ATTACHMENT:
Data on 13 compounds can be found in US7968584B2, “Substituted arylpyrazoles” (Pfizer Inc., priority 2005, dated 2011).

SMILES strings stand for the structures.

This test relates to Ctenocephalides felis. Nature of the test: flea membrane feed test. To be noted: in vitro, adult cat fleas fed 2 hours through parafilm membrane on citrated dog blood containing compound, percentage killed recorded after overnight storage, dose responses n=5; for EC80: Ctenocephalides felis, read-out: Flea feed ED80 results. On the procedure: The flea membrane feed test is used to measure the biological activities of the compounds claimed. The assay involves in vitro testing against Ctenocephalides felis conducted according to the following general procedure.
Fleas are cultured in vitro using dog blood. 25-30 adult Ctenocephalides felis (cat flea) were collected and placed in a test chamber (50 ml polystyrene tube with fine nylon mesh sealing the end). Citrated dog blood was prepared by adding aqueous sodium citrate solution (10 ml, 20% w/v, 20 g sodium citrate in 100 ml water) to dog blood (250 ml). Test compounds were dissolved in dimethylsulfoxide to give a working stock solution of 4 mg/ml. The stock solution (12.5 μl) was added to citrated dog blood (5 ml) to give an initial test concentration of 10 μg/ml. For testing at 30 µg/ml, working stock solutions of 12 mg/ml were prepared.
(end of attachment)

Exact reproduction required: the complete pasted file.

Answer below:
Data on 13 compounds can be found in US7968584B2, “Substituted arylpyrazoles” (Pfizer Inc., priority 2005, dated 2011).

SMILES strings stand for the structures.

This test relates to Ctenocephalides felis. Nature of the test: flea membrane feed test. To be noted: in vitro, adult cat fleas fed 2 hours through parafilm membrane on citrated dog blood containing compound, percentage killed recorded after overnight storage, dose responses n=5; for EC80: Ctenocephalides felis, read-out: Flea feed ED80 results. On the procedure: The flea membrane feed test is used to measure the biological activities of the compounds claimed. The assay involves in vitro testing against Ctenocephalides felis conducted according to the following general procedure.
Fleas are cultured in vitro using dog blood. 25-30 adult Ctenocephalides felis (cat flea) were collected and placed in a test chamber (50 ml polystyrene tube with fine nylon mesh sealing the end). Citrated dog blood was prepared by adding aqueous sodium citrate solution (10 ml, 20% w/v, 20 g sodium citrate in 100 ml water) to dog blood (250 ml). Test compounds were dissolved in dimethylsulfoxide to give a working stock solution of 4 mg/ml. The stock solution (12.5 μl) was added to citrated dog blood (5 ml) to give an initial test concentration of 10 μg/ml. For testing at 30 µg/ml, working stock solutions of 12 mg/ml were prepared.